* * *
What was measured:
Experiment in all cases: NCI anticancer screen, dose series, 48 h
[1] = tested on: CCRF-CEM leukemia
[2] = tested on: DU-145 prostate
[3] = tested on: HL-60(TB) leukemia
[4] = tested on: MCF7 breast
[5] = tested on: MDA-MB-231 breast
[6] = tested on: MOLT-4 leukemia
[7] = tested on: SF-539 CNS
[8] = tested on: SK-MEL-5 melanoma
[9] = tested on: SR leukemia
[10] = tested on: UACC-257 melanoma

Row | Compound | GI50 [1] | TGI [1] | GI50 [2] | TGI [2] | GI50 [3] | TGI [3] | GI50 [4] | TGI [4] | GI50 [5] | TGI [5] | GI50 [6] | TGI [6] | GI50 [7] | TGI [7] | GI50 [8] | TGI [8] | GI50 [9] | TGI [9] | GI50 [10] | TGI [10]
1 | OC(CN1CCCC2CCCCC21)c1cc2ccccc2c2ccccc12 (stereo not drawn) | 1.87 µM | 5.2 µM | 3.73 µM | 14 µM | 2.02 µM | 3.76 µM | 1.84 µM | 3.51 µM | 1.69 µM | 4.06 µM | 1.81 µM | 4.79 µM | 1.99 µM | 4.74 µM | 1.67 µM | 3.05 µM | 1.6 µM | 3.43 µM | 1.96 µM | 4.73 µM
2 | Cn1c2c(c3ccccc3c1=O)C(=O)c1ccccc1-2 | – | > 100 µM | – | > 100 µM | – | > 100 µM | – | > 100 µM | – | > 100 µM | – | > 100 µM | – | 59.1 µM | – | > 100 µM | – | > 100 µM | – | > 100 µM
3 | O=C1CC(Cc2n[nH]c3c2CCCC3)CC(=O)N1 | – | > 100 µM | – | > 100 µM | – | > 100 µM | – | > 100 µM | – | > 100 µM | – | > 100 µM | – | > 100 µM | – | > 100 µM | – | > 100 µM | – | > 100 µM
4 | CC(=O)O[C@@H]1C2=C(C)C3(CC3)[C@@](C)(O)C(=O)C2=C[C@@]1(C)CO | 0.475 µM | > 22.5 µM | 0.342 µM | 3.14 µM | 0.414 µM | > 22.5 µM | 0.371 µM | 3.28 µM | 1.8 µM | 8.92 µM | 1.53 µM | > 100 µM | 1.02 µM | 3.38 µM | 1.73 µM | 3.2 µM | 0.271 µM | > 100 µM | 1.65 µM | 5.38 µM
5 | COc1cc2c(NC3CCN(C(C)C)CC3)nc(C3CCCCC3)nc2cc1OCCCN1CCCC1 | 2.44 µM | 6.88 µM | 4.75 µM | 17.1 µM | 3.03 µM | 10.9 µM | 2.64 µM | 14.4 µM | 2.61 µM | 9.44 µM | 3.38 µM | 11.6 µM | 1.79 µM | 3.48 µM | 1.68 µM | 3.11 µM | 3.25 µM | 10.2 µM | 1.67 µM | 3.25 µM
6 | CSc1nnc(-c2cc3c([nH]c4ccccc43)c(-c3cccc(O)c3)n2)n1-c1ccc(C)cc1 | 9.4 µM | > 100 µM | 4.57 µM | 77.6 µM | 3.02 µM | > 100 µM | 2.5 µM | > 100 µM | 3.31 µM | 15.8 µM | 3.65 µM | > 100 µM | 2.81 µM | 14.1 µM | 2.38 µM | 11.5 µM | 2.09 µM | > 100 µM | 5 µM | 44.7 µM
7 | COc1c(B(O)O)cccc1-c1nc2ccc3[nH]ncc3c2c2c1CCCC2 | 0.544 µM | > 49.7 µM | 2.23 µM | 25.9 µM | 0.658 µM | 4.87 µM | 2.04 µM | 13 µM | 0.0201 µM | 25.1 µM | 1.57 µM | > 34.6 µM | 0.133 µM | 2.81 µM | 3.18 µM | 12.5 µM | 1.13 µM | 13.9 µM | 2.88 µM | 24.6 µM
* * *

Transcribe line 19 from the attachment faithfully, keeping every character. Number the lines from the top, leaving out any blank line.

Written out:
6 | CSc1nnc(-c2cc3c([nH]c4ccccc43)c(-c3cccc(O)c3)n2)n1-c1ccc(C)cc1 | 9.4 µM | > 100 µM | 4.57 µM | 77.6 µM | 3.02 µM | > 100 µM | 2.5 µM | > 100 µM | 3.31 µM | 15.8 µM | 3.65 µM | > 100 µM | 2.81 µM | 14.1 µM | 2.38 µM | 11.5 µM | 2.09 µM | > 100 µM | 5 µM | 44.7 µM